Last week, we passed along a comment from Richard in Lexington who advised us to not waste our money on future Capitol Steps specials. We’ve had just one reply to a request for others to weigh in. Samantha wrote, “I have to say that I agree. I thought I was a little late tuning in to The World but was unpleasantly surprised when I heard a song about the upcoming royal baby instead.”
A writer identifying as “Lydia” posted the following, using the Disqus feature on our website. Beginning by referring to the retirements of WEKU employees Carol Siler and Michael Carter, “Thank you for all that you brought to the station and all the enjoyment your listeners got from your work. May your metaphorical fund drives be short, your programming schedule full, and your listener feedback above average. (So to speak.)”
In a budget-cutting effort, Eastern Kentucky University has eliminated over 180 staff positions. Among those were two well-known WEKU employees who opted for early retirement, Development Coordinator Carol Siler and Music Director/Classic 102.1 host Michael Carter.
A listener, choosing to remain anonymous, sent us a note following last week’s coverage of The Best of Bluegrass activities, “I really enjoyed the Gangstagrass and Appalatin music tonight. Thank you for incorporating those two shows. I have enjoyed all the bluegrass coverage this week.”
Brad, from Wilmore, e-mailed us, “I have not, do not, and probably will not listen to the new game show programs airing on WEKU. Except for 'Wait, Wait . . .' I find these programs, silly, corny, frivolous, and vacuous (without substance)."
Let's see, Ed from Lexington called station manager Roger Duvall. Karen emailed from London, Kentucky. Another Karen posted on Facebook, as did Terry. Meanwhile Chad tweeted about it. And this all happened Saturday evening.
We begin this week with a brief follow-up to the technical difficulties that virtually destroyed the 6 – 7 am hour of Morning Edition last Monday. The outage was a result of an equipment failure at NPR’s pristine new studios in our nation’s capital city.
Following our broadcast of concerns about the amount of coverage we provided following the Boston bombings last week, we received the following email from listener Lisa, saying she agrees. She writes, “I love your station and listen all the time. I usually donate once, often twice a year and will gladly donate more when I secure a full time job."
By e-mail, we received this note from listener Joan, “My entire radio experience was changed when I first heard your new format. (My hours listening increased as did my twice annual contributions of many years.) The only time I am very unhappy with your programing is, of course, during fund raising weeks."
We had a call from a very nice gentleman who describes himself as “a night listener.” He’s unhappy with the lack of overnight classical music on weekends and not a fan of the two food shows back-to-back on Sunday, namely America’s Test Kitchen and the Splendid Table.
I mentioned last week that we heard some great comments at the six community meetings we held around the WEKU listening area last month. From our session in Hazard, Adam asked us to consider covering the arts in his community the way we do for Lexington, “I know you cover a wide area, not just Lexington and Hazard but all around but I’d like to see a lot more of these local events profiled.”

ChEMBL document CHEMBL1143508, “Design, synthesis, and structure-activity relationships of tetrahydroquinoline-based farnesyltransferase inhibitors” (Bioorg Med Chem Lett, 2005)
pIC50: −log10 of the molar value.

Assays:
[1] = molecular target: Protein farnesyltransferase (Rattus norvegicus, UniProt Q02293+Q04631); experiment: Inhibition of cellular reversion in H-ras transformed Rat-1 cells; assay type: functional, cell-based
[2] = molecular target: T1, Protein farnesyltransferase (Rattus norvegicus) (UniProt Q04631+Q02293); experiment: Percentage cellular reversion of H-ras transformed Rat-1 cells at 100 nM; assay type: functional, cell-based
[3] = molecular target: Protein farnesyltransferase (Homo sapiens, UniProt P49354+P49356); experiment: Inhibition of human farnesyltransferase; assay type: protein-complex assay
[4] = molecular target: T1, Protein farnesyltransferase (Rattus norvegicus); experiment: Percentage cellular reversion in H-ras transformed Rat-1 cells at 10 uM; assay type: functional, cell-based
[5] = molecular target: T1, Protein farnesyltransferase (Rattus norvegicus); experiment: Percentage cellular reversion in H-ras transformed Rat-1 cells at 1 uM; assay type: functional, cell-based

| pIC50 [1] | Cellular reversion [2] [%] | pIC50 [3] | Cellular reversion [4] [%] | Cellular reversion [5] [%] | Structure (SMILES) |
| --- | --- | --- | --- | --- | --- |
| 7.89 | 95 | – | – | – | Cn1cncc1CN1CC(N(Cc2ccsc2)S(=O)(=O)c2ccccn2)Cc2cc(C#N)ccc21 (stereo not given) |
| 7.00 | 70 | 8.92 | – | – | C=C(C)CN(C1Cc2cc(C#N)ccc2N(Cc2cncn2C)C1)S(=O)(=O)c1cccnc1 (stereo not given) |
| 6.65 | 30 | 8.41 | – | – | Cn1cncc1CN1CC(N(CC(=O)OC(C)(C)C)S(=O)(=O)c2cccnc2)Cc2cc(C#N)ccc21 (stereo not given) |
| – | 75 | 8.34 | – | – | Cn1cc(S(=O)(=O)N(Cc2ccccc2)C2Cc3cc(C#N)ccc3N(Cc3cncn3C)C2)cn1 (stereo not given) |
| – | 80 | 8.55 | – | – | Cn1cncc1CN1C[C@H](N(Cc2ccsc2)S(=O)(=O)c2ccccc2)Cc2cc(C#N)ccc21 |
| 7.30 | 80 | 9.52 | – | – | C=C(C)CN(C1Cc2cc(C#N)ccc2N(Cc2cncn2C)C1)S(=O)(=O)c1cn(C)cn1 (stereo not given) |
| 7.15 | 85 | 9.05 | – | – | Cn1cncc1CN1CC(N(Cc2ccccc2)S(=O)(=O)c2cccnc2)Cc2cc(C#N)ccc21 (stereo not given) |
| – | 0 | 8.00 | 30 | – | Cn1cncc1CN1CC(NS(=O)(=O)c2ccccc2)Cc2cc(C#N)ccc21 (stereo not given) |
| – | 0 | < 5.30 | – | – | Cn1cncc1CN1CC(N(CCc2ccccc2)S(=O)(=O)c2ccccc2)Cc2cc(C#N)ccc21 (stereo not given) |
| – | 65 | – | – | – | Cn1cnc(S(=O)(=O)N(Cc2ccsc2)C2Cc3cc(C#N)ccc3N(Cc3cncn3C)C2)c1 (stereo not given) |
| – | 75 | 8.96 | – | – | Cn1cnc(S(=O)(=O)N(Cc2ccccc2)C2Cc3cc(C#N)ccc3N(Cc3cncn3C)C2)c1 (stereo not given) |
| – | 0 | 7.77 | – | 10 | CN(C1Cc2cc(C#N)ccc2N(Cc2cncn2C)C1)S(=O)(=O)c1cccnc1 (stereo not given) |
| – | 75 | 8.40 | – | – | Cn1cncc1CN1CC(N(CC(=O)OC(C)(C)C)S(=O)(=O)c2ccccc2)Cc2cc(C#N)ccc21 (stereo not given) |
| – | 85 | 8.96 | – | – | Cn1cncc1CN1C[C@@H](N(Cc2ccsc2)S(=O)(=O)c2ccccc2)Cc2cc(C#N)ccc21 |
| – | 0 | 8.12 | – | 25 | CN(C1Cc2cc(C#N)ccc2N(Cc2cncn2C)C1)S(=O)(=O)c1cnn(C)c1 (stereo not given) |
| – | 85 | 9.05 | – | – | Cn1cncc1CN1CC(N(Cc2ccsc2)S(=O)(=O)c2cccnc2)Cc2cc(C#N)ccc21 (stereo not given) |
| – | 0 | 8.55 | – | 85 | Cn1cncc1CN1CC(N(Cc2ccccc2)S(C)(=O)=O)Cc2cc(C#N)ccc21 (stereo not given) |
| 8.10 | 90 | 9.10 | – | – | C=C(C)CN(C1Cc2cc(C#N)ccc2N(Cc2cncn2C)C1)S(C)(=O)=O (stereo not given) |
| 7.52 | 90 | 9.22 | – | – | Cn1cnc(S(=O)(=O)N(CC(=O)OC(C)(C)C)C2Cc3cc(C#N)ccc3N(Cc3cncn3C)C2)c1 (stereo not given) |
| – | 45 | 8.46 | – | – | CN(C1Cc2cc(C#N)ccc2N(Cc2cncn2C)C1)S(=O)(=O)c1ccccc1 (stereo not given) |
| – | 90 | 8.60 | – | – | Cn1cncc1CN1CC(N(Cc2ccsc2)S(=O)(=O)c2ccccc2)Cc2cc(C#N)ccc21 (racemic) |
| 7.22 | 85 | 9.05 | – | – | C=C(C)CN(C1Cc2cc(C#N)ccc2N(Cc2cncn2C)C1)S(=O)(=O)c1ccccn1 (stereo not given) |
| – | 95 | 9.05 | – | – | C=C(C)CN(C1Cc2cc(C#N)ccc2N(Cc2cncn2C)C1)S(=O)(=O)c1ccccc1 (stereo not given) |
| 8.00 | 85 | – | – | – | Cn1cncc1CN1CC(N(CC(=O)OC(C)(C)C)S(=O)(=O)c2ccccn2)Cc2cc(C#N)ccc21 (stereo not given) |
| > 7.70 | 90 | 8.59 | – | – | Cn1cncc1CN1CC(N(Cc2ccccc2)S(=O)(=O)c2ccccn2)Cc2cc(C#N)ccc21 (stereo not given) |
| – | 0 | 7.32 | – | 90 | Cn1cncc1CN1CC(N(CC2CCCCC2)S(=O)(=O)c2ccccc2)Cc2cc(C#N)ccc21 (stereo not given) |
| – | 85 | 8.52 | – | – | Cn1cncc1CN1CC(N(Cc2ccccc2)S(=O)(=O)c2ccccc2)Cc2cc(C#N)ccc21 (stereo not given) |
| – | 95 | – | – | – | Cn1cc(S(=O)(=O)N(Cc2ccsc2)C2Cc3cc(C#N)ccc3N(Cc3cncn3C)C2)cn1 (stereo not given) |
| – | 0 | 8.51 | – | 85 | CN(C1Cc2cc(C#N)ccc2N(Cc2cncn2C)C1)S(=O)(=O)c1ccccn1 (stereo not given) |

We heard some great comments at the six community meetings we held around the WEKU listening area. We visited Hazard, Lexington, Corbin and Frankfort, held a meeting in Richmond and another one in Danville.
First up, a comment we didn’t have time for last week: Helen, from the Lexington area, emailed us saying she’s no fan of two midday programs on our sister station, Classic 102.1, those being The Score and On a Lighter Note.
Leslie, of Corinth, e-mailed us this week: “I absolutely love your programming. Admittedly, I'm an NPR junkie, but I really like your format. My only wish is that you and WUKY offered me an alternative to that godawful Prairie Home Companion. I understand that it's popular, but could you possibly offer it at another time?”
At the WEKU Stations, we serve our listeners best when we take the time to hear your issues and concerns. To that end, we invite you to join us at a community meeting designed to tell you about what’s going on with us and, more importantly, for us to hear your feedback about how we can better serve you and your community.
Here's the meeting schedule, all times 5:30 – 7:00 pm:
First up today, a reaction to last week’s comments. One of those was a concern about the nature of the humor in Wait Wait Don’t Tell Me. The other, feeling our programming promotes what he described as the “homosexual agenda.”
A little more than a week ago, we launched a new lineup of weekend programs, beginning with a couple on Friday evenings, namely The Dinner Party and Wits. Most of the comments we received focused on what we dropped, not what we added to the schedule.
WEKU is always interested in comments from our listeners but, especially now as we launch our 2012 Listener Survey. Please take a few minutes to click this link and complete the survey with information about your listening habits and what you think about our programming.
Last week, WEKU made an appeal to our listeners and online community for feedback on the political activities of public radio’s Garrison Keillor. WEKU Program Director John Hingsbergen has summarized the responses.